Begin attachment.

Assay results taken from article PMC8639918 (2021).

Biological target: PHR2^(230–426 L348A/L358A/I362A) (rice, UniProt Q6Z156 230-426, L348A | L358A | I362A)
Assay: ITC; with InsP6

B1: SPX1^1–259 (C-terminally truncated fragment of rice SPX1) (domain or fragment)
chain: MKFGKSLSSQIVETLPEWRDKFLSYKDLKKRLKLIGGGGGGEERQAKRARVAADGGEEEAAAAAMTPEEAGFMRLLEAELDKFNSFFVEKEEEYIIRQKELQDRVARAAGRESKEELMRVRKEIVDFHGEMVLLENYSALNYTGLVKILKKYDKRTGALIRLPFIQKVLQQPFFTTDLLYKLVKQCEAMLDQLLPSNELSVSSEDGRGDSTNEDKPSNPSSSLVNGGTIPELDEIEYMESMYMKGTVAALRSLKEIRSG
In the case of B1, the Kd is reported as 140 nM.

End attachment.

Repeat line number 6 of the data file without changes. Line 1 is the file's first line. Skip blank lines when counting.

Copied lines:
In the case of B1, the Kd is reported as 140 nM.